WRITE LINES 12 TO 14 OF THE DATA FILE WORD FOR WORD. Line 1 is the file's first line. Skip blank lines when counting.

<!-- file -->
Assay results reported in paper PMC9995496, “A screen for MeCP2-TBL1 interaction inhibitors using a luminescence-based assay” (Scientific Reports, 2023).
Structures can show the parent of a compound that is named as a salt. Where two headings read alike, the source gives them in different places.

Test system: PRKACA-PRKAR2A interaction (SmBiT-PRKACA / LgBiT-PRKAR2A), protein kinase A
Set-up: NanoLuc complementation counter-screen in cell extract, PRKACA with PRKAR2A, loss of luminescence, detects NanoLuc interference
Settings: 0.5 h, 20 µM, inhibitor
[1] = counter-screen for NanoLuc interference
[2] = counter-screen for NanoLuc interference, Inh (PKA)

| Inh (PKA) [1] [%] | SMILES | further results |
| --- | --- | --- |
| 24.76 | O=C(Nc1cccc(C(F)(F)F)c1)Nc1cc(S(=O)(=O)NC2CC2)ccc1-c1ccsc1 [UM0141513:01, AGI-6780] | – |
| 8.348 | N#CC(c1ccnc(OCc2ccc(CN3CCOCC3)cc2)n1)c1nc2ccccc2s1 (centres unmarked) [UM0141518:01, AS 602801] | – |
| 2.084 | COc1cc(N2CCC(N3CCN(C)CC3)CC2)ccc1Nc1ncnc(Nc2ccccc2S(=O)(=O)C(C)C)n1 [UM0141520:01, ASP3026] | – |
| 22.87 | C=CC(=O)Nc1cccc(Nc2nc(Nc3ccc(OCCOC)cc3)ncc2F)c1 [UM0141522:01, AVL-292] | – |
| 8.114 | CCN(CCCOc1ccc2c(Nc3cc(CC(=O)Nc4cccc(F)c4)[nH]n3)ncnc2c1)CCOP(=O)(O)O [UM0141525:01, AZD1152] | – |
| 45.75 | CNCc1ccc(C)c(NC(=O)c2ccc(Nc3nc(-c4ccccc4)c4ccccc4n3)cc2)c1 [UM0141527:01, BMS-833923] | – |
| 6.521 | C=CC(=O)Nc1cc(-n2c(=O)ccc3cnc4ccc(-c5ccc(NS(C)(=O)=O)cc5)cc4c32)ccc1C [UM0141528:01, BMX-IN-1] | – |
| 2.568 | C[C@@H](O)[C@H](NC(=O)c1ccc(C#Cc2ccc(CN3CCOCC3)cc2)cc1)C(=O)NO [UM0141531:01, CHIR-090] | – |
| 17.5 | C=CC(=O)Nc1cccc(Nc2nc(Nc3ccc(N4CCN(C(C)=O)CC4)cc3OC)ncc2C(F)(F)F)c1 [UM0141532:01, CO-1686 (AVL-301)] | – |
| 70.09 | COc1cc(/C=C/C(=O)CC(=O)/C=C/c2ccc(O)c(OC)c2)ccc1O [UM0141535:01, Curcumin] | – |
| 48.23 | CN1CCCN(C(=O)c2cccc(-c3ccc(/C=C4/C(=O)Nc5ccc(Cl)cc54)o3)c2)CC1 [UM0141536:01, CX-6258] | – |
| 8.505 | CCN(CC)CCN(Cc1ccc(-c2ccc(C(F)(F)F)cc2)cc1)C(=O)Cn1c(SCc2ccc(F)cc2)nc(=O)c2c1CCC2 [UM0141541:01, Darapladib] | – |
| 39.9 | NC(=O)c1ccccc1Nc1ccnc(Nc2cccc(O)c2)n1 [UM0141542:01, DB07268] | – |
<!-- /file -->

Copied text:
| 2.084 | COc1cc(N2CCC(N3CCN(C)CC3)CC2)ccc1Nc1ncnc(Nc2ccccc2S(=O)(=O)C(C)C)n1 [UM0141520:01, ASP3026] | – |
| 22.87 | C=CC(=O)Nc1cccc(Nc2nc(Nc3ccc(OCCOC)cc3)ncc2F)c1 [UM0141522:01, AVL-292] | – |
| 8.114 | CCN(CCCOc1ccc2c(Nc3cc(CC(=O)Nc4cccc(F)c4)[nH]n3)ncnc2c1)CCOP(=O)(O)O [UM0141525:01, AZD1152] | – |